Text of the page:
Distant Dwarf Planet Makemake Has Its Very Own Moon

Image: NASA, ESA, and A. Parker (SwRI)

Researchers working with the Hubble Space Telescope have discovered a moon in orbit around Makemake, a distant minor-planet that’s about two-thirds the size of Pluto.

Discovered in 2005, Makemake (pronounced mak-eh, mak-eh) is one of the brightest and largest objects in the Kuiper Belt. It’s one of several large trans-Neptunian objects (TNOs) known to astronomers, other notable examples being Pluto, Eris, and Sedna. The dwarf planet, named after a creation deity of the Rapa Nui people of Easter Island, measures about 870 miles (1,400 km) wide, and features a bitterly cold surface covered with methane, ethane, and possibly nitrogen gases. Makemake is 52.4 AU from the sun (where 1 AU equals the average distance of the Earth to the sun), whereas Pluto’s average distance is about 40 AU.


Many dwarf planets have moons, so it comes as little surprise to learn that Makemake has one, too. Hubble scientists found the moon, nicknamed MK 2, about a year ago, but they only announced the discovery this week. The discovery was made by Alex Parker and pals from the Southwest Research Institute in Boulder, Colorado, and it was made possible using Hubble’s Wide Field Camera 3.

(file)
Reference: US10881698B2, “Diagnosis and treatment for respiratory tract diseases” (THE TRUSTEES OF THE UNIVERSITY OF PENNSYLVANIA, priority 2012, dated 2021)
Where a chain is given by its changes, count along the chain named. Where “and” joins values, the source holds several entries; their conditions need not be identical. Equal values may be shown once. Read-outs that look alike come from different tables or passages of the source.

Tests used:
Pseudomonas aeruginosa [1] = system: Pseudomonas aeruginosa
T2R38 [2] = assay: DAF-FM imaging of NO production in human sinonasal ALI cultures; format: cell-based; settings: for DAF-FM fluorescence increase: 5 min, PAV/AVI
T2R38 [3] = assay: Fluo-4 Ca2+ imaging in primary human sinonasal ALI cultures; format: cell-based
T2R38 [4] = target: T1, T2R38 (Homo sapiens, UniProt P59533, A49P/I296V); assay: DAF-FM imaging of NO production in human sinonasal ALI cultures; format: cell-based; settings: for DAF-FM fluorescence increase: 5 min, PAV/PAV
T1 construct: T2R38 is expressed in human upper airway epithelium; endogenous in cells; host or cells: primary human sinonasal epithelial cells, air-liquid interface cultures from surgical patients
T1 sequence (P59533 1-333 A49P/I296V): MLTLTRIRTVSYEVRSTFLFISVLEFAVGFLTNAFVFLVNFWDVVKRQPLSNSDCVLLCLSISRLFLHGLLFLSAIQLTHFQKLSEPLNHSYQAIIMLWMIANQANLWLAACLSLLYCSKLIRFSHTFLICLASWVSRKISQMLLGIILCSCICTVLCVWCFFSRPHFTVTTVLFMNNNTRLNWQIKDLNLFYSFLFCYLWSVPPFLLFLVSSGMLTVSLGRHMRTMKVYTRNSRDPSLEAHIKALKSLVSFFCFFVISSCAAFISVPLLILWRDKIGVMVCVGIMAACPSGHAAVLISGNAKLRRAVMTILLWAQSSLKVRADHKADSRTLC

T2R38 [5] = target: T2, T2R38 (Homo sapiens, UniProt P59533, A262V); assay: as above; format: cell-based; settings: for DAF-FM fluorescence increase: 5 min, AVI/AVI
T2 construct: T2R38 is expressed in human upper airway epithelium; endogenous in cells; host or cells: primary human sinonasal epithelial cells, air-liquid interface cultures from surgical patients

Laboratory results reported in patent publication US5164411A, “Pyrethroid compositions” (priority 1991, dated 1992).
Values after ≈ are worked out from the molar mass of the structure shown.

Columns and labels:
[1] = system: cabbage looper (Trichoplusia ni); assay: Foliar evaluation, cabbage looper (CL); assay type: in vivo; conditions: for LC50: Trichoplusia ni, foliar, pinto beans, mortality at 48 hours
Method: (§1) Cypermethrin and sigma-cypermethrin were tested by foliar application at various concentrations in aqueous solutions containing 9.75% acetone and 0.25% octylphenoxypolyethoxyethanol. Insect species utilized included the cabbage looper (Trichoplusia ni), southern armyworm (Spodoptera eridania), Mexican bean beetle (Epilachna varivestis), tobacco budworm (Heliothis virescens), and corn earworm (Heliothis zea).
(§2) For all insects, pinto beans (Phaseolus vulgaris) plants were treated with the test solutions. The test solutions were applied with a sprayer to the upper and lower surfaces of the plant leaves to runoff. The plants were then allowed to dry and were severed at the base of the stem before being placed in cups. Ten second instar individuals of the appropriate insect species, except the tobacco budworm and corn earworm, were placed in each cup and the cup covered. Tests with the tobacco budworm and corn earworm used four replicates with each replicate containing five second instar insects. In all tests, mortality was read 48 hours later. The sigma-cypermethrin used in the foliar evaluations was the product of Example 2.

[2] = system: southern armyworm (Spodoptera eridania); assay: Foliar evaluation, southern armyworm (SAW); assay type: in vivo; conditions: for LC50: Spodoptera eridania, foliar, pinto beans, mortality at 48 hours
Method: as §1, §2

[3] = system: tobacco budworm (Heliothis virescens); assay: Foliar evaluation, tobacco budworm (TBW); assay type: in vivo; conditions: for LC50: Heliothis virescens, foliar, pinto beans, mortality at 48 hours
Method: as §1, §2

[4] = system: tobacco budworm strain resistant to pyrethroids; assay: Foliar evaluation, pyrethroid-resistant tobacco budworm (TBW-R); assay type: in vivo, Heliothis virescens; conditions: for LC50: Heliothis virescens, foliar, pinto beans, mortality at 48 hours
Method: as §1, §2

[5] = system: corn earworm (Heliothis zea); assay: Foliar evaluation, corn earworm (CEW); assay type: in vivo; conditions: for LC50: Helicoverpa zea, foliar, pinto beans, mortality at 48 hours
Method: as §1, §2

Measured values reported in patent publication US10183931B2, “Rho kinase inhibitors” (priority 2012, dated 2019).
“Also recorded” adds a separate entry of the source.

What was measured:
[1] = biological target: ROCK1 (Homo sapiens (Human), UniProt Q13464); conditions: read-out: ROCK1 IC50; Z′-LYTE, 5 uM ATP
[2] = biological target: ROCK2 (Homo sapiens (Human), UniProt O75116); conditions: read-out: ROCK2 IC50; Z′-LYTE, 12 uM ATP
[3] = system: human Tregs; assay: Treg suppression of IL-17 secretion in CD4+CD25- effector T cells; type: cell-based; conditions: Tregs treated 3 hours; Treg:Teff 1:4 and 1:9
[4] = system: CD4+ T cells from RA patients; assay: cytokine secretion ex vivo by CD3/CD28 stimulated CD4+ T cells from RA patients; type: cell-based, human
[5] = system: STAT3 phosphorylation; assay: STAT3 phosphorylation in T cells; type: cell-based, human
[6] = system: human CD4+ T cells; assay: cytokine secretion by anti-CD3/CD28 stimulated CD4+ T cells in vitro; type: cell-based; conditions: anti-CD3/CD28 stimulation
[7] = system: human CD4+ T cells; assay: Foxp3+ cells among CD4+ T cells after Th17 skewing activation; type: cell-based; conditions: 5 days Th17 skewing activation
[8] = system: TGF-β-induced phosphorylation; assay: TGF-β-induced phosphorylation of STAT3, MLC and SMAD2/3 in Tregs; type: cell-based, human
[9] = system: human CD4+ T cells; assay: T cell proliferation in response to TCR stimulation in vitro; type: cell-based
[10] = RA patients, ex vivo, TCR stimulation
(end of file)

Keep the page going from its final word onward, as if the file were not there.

The newly discovered satellite—formally known as S/2015 (136472) 1—is approximately 100 miles (160 km) wide, and is parked in orbit some 13,000 miles (21,000 km) from Makemake. Preliminary estimates place its orbital period at about a dozen days. This tight orbit suggests that MK 2 is probably the result of a collision between Makemake and another Kuiper belt object.

Image: NASA, ESA, and A. Parker (SwRI)

Unlike its relatively bright host (Makemake is the second-brightest Kuiper belt object after Pluto), MK 2 is incredibly dark—about 1,300 times fainter than Makemake—so it basically resembles a chunk of floating charcoal. So why the stark difference in brightness? Astronomers believe the moon’s gravity isn’t strong enough to hold onto bright and icy surface materials that change from solid to gas when warmed by the sun. This means the moon is similar to comets and other Kuiper Belt objects, which tend to be covered by dark materials.

The discovery of MK 2 shows that Pluto and Makemake are quite similar. As team leader Marc Buie put it in a Hubble release, “This new discovery opens a new chapter in comparative planetology in the outer solar system.” In addition to hosting satellites, Pluto and Makemake also feature a surface covered in frozen methane. Looking ahead, the researchers would like to determine the density of Makemake, and to see if the newly discovered moon is in an elliptical or circular orbit.



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George Dvorsky

George is a senior staff reporter at Gizmodo.